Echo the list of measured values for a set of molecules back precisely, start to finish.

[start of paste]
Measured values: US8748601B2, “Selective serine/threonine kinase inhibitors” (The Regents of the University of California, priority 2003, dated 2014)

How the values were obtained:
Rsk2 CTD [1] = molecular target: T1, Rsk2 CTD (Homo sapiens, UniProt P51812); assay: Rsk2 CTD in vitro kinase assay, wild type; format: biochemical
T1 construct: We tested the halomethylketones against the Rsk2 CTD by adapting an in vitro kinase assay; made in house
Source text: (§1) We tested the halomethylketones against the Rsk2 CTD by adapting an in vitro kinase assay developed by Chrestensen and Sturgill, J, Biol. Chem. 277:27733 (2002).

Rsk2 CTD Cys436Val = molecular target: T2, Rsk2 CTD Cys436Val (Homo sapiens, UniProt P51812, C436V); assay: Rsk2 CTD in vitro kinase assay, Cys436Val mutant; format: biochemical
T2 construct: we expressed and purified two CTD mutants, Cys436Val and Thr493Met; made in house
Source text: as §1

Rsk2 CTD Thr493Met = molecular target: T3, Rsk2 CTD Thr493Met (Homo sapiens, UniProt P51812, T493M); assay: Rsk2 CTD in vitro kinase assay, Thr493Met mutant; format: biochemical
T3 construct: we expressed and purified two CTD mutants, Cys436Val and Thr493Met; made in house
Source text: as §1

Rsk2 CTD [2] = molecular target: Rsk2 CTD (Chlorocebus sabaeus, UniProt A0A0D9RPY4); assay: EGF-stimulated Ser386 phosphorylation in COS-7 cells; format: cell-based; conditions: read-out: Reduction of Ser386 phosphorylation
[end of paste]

Measured values: US8748601B2, “Selective serine/threonine kinase inhibitors” (The Regents of the University of California, priority 2003, dated 2014)

How the values were obtained:
Rsk2 CTD [1] = molecular target: T1, Rsk2 CTD (Homo sapiens, UniProt P51812); assay: Rsk2 CTD in vitro kinase assay, wild type; format: biochemical
T1 construct: We tested the halomethylketones against the Rsk2 CTD by adapting an in vitro kinase assay; made in house
Source text: (§1) We tested the halomethylketones against the Rsk2 CTD by adapting an in vitro kinase assay developed by Chrestensen and Sturgill, J, Biol. Chem. 277:27733 (2002).

Rsk2 CTD Cys436Val = molecular target: T2, Rsk2 CTD Cys436Val (Homo sapiens, UniProt P51812, C436V); assay: Rsk2 CTD in vitro kinase assay, Cys436Val mutant; format: biochemical
T2 construct: we expressed and purified two CTD mutants, Cys436Val and Thr493Met; made in house
Source text: as §1

Rsk2 CTD Thr493Met = molecular target: T3, Rsk2 CTD Thr493Met (Homo sapiens, UniProt P51812, T493M); assay: Rsk2 CTD in vitro kinase assay, Thr493Met mutant; format: biochemical
T3 construct: we expressed and purified two CTD mutants, Cys436Val and Thr493Met; made in house
Source text: as §1

Rsk2 CTD [2] = molecular target: Rsk2 CTD (Chlorocebus sabaeus, UniProt A0A0D9RPY4); assay: EGF-stimulated Ser386 phosphorylation in COS-7 cells; format: cell-based; conditions: read-out: Reduction of Ser386 phosphorylation